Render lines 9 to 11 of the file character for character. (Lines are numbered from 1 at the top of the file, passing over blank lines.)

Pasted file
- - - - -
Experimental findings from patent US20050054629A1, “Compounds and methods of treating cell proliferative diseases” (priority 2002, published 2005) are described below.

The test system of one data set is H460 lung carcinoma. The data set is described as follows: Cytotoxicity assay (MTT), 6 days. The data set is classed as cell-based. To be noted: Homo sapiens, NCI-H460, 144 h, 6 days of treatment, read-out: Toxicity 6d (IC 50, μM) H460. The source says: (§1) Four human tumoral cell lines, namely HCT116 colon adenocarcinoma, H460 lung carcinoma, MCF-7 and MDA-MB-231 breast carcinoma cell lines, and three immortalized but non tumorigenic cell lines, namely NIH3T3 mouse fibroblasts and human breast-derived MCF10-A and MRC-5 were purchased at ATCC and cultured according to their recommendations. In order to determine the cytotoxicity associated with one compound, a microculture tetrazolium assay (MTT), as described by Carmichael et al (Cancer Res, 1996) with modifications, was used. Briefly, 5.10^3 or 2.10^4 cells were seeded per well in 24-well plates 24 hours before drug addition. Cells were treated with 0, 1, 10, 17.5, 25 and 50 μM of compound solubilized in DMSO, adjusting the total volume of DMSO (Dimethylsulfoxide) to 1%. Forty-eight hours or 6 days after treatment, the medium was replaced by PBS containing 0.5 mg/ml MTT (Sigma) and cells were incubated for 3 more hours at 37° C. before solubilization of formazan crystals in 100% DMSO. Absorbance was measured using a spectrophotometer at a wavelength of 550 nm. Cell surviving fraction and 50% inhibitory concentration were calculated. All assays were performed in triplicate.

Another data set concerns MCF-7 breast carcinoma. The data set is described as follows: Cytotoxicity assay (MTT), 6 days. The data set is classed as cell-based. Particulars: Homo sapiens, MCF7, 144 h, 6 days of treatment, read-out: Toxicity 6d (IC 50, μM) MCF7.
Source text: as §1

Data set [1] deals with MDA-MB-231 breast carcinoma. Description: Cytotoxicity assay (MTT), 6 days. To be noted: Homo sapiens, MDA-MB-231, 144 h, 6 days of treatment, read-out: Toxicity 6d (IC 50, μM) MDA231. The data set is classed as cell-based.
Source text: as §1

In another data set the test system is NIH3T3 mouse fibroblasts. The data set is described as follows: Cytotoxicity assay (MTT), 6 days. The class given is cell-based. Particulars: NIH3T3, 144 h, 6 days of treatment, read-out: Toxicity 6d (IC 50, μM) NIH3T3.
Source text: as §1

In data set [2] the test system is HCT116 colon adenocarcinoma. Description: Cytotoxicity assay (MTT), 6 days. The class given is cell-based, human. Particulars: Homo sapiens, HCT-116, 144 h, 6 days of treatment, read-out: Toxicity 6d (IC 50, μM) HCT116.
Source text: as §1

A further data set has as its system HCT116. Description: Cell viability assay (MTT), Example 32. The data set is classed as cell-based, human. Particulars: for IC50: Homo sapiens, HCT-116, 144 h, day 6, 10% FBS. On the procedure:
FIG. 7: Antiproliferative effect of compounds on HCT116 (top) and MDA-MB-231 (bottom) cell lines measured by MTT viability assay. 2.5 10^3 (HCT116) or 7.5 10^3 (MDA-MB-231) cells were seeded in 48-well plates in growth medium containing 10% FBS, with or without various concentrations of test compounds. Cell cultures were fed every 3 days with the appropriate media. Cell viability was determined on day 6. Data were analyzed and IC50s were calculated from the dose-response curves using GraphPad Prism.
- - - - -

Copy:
In data set [2] the test system is HCT116 colon adenocarcinoma. Description: Cytotoxicity assay (MTT), 6 days. The class given is cell-based, human. Particulars: Homo sapiens, HCT-116, 144 h, 6 days of treatment, read-out: Toxicity 6d (IC 50, μM) HCT116.
Source text: as §1

A further data set has as its system HCT116. Description: Cell viability assay (MTT), Example 32. The data set is classed as cell-based, human. Particulars: for IC50: Homo sapiens, HCT-116, 144 h, day 6, 10% FBS. On the procedure: